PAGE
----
Can collaboration save us from cyber attacks?

By Tim Larkins, director of Market Intelligence

By 2020, businesses will experience $3 trillion in economic loss due to cyber attacks globally. Seventy-four percent of the world’s businesses expect to be hacked this year. If that’s not a crisis, I don’t know what is.

If you were one of 45,000 people who attended the RSA conference last month in San Francisco, you likely picked up on a few common themes related to this cyber crisis. Thought leaders and industry experts seemed to agree that we need more collaboration between companies, governments and associations in developing standards, policies and regulations for both cybersecurity and the internet of things.  We need more threat intelligence sharing, and some even advocated for creating an entire government agency dedicated to cybersecurity and IoT.

Lots of ideas were bandied about during keynotes, break-out sessions and hours of networking. Here are three major themes that stuck out for me:

  1. Government needs to step up to the plate

The cyber attack on the DNC during the US presidential election not only changed the course of the race but also the discourse around cyber. The problem is not just the initial attack, but also the after effects.

So how do we fix it? To start, creating a new governmental body focused on solutions and policies for information sharing will improve everyone’s ability to start singing from the same sheet of music. And in response, industry solutions need to be holistic whether protecting cars, phones, drones or refrigerators.

The rapid advancement of technology and the growth in volume of both connected devices and amount of data are presenting huge opportunities for all types of hardware and software companies – but also opening up more vulnerabilities and challenges than ever. Federal, state and local governments need to start working on changing funding and procurement, as well as establishing proactive precautions and reactive punishments to regulate and secure IoT.

Right now there’s a hodgepodge of policies and rules. A handful of federal agencies are creating guidelines in their own silos but nothing is being done comprehensively. Establishing a regulatory agency could help – and there’s precedence for it. At one point radio was an innovative technology.  And then we created a government agency to regulate it. The same was true for airplanes, railroads and nuclear power.  These new technologies all needed controls, thus new agencies were created.

  1. Call on the world’s governments to work together

Microsoft president and CEO Brad Smith addressed the global threat best when he said the uprising of nation states as threat actors are the biggest threat to all of us – and cyberspace is the new battlefield. The world’s governments are not keeping up with nation states’ attacks on citizens, so it’s up to industry to figure out what we’re going to do about it.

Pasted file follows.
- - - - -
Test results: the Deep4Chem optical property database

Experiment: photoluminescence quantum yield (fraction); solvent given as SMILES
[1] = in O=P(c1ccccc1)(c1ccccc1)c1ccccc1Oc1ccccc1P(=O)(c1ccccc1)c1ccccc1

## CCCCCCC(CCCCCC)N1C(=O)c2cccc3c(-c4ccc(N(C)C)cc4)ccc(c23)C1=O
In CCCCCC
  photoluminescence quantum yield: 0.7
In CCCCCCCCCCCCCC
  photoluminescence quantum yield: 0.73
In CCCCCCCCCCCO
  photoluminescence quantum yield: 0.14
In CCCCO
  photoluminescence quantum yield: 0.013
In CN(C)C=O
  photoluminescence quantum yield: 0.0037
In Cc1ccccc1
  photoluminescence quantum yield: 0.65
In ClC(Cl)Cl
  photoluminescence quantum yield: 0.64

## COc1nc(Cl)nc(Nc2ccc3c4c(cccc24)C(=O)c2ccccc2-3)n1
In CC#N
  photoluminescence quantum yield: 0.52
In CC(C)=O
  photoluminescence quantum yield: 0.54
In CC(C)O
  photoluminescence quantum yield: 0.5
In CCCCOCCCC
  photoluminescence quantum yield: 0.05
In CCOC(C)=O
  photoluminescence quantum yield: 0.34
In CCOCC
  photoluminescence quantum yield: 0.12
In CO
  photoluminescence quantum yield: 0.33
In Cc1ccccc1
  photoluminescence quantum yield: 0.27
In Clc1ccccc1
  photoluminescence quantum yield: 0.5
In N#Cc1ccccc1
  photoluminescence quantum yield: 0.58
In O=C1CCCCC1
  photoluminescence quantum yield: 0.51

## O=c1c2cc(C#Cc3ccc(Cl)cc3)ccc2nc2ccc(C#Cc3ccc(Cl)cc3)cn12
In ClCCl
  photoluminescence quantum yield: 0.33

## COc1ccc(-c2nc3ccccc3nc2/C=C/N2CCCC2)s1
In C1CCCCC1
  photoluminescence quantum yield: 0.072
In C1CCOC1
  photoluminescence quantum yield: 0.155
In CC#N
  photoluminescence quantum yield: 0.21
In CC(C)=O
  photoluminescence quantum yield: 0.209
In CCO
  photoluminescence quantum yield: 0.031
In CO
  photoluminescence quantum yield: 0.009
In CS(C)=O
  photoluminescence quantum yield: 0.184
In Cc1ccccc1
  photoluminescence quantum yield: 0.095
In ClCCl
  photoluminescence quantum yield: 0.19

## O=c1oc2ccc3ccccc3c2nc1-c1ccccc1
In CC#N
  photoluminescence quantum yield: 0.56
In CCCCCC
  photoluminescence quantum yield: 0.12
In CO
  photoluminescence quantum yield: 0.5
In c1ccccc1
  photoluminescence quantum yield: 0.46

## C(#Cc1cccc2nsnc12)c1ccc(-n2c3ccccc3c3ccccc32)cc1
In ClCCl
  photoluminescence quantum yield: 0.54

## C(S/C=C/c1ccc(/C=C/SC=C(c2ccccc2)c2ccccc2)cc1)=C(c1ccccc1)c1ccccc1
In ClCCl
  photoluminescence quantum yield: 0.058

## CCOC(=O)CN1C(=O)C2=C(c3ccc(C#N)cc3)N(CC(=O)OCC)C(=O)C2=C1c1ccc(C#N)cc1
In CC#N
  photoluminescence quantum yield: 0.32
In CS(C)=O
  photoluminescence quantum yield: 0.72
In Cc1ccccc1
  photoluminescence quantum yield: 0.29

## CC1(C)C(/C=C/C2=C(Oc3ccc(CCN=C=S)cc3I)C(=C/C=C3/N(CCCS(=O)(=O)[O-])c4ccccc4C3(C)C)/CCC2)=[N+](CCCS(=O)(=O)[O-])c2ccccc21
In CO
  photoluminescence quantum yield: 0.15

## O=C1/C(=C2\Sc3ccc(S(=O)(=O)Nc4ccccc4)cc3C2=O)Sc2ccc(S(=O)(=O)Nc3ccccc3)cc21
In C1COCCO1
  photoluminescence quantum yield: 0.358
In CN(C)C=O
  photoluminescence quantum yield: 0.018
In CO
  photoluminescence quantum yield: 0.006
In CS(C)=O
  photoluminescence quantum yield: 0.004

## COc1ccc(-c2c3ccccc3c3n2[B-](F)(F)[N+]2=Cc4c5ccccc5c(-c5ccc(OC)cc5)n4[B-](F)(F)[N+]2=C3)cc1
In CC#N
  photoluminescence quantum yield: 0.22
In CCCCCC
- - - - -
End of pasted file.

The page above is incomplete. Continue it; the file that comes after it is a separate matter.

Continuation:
Brad says the tech industry needs to call on the world’s governments to come together like they did in 1949 to create the Geneva Convention. Just as there was agreement on how countries should behave in times of war, there need to be rules on how nations behave in times of peace.

  1. Industry also needs to collaborate

There’s a huge need for better collaboration between companies, especially when it comes to information sharing, threat intelligence and best practices.

The private sector should be an integral part of policy writing and we have a huge opportunity for more collaboration and education. Programmers have been given freedom to program what and how they want and that’s fine, but with IoT, there are too many possibilities that can cause problems without regulation. However, regulators can’t write policy in a vacuum. We need collaboration between technologists and government to make sure the right policies are in place.

The RSA conference was created to help industry collaborate in order to find the best ways to deal with chaos and move forward. There’s no better time than now to start shaping the next wave of human advancement.

To learn more about how cybersecurity and IoT are taking shape, reach out to immixGroup’s Market Intelligence team.

About Tim Larkins
Tim Larkins is Senior Director of Market Intelligence and Corporate Development at immixGroup. He has 15 years of experience in business development, management, consulting, and market intelligence helping suppliers and partners with budget analysis, market trends, and opportunity identification. Tim received a Bachelor's Degree from Furman University and an MBA from Benedictine University.

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